The Congressional Anti-Abortion Sit-In That Didn't Happen

A very polite protest.
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If the anti-abortion movement's rebellion against the House Republicans lasts beyond this week, its first day will be recorded as a fizzle. Five hours after announcing a protest of North Carolina Representative Renee Ellmers' office, more than 100 activists, many of them college age or younger, trundled by her Longworth building quarters to find two staffers standing in front of the door. To their side: A bucket of ice, water and Cheerwine. Behind them: An office that no one would be allowed to enter, for what were described as "space reasons." More than a dozen reporters, including several TV networks, left without some expected footage of holy rollers in mid-arrest.

Lucky for Ellmers, the time between the protest's announcement and its actualization had worked for her. First, the House had passed the No Taxpayer Funding for Abortion bill, another pro-life perennial that had no chance of being signed by Barack Obama, but one, as Family Research Council President Tony Perkins put it, that "more candidates had campaigned on." Second, the pain capable abortion bill that Ellmers was blamed for shredding was being stitched back together. In a conversation off the House floor, Arizona Representative Trent Franks confirmed that he'd been talking to South Carolina Senator Lindsey Graham about crafting a version of the bill that could pass.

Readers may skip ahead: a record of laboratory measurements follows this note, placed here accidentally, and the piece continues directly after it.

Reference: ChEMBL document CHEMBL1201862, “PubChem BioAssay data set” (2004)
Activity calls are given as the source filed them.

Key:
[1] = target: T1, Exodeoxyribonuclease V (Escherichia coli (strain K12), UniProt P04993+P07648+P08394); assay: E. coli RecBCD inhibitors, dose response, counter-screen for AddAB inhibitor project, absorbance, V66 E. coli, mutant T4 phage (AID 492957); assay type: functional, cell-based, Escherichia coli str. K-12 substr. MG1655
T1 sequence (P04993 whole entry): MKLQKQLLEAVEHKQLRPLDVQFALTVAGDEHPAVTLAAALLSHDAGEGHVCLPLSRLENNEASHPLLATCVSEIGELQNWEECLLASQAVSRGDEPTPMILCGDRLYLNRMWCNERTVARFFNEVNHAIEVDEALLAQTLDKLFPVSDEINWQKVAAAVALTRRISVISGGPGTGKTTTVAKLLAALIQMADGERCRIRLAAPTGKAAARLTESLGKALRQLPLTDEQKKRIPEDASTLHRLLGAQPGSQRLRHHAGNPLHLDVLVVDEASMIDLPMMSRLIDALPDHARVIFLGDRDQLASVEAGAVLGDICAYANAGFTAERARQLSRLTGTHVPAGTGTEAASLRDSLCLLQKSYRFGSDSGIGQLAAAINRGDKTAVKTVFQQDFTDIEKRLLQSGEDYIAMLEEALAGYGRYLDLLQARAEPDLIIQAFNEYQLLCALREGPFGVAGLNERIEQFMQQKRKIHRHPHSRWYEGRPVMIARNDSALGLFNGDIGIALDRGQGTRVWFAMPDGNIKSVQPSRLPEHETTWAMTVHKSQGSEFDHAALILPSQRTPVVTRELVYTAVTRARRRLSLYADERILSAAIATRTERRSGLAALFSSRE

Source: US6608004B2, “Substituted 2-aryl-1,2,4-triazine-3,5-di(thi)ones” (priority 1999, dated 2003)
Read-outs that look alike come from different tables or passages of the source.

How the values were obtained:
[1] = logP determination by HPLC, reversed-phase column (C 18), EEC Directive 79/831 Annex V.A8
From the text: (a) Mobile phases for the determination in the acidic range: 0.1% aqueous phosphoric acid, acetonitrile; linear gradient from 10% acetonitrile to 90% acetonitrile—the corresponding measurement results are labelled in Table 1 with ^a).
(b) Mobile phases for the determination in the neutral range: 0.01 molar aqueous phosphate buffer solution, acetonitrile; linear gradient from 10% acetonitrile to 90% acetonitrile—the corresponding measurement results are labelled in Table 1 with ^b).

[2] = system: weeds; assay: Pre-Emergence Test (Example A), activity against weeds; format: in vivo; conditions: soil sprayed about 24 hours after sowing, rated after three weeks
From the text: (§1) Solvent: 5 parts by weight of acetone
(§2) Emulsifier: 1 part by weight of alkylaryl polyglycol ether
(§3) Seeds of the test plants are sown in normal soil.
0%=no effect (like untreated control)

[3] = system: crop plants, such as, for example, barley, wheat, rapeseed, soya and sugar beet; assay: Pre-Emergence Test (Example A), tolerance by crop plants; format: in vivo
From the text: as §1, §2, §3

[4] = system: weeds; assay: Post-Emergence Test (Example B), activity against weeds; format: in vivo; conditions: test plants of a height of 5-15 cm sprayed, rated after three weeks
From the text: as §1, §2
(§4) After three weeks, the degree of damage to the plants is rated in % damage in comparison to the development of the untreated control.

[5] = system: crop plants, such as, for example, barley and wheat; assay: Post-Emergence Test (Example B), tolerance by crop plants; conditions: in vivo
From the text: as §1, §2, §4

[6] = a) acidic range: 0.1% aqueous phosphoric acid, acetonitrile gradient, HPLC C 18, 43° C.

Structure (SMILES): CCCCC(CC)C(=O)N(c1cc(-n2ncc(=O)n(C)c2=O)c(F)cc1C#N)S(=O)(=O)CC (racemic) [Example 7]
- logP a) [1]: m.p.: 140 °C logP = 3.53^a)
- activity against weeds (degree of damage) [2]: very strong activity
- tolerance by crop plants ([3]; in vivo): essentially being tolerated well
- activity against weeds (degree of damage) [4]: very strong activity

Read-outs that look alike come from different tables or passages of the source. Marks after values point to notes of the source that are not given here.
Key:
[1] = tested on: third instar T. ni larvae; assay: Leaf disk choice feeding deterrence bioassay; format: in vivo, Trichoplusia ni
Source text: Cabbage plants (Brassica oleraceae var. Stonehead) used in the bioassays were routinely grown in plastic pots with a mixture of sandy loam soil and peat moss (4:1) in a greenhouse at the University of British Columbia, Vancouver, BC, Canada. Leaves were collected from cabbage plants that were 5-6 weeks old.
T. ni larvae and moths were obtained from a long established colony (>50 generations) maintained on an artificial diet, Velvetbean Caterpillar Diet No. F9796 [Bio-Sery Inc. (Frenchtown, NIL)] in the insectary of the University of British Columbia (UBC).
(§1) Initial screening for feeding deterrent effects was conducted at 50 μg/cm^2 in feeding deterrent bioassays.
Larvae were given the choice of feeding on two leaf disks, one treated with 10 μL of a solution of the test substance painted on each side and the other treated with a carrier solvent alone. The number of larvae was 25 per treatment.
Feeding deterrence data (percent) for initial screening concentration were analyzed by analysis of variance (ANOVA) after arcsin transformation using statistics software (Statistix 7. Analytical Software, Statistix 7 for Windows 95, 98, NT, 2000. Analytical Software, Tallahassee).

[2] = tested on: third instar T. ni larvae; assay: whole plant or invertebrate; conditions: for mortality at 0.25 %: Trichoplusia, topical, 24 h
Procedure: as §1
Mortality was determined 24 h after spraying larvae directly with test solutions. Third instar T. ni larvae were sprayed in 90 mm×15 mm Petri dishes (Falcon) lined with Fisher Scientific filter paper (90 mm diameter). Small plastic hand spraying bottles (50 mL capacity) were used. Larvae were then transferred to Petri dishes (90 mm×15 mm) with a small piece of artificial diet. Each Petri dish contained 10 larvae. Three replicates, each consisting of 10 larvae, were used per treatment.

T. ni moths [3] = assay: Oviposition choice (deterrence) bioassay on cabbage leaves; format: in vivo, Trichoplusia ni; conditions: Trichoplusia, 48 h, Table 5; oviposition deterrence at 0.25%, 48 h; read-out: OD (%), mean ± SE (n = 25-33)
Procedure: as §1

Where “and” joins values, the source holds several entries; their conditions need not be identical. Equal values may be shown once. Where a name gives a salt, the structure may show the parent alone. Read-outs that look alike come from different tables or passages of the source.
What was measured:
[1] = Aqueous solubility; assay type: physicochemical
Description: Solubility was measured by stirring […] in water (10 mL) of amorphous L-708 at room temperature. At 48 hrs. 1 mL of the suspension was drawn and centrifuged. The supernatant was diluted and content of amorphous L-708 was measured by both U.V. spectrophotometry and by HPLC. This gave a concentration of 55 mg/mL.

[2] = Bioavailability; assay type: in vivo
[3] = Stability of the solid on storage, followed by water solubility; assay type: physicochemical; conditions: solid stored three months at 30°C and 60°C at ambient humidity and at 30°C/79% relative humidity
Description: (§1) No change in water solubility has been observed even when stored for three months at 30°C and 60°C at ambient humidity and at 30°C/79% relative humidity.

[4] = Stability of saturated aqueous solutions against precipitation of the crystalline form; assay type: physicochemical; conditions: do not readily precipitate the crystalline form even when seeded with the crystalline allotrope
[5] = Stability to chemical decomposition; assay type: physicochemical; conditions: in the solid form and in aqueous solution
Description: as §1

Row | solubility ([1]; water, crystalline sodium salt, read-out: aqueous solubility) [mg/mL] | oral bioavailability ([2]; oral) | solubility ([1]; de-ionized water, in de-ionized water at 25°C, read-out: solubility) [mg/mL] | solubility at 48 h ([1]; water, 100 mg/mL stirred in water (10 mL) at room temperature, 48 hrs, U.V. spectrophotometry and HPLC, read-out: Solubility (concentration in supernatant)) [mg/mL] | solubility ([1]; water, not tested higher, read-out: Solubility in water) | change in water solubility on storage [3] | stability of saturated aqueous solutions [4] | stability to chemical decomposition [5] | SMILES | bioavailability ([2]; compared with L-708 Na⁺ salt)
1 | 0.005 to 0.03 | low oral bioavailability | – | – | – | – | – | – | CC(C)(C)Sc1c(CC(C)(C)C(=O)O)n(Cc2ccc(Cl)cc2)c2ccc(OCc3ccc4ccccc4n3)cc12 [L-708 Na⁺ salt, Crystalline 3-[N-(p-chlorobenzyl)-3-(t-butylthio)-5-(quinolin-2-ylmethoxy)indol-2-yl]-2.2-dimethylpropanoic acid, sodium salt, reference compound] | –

Also, the March for Life had happened, tuckering out activists who were generally inclined to be polite. Rev. Pat Mahoney, who'd given the Ellmers office a heads up about the protest, ended up leading a crowd that was happy to sign a guest book and move on. As they signed, some pointed out that they needed to catch buses home to their states in a few hours.

"What we want to see is pro-life lawmakers standing with us, not against us," said Brandi Swindell, operator of a pro-life clinic located next to a Boise, Idaho abortion clinic. "It's disappointing when we have pro-choice, pro-abortion lawmakers. What's really disappointing is when those pro-life lawmakers, that tell us they'll stand with us, don't stand with us. It is beyond troubling."

Mahoney himself engaged in a short dialogue with Ellmers's staff, and led a prayer.

 

End of protest. Jill Stanek, who'd announced the action and said she was ready to be arrested, stood glumly by as the orgy of politeness continued.

"They won't arrest me unless I break glass or punch somebody," said Stanek. "I could sit on the floor, but that would look lame."

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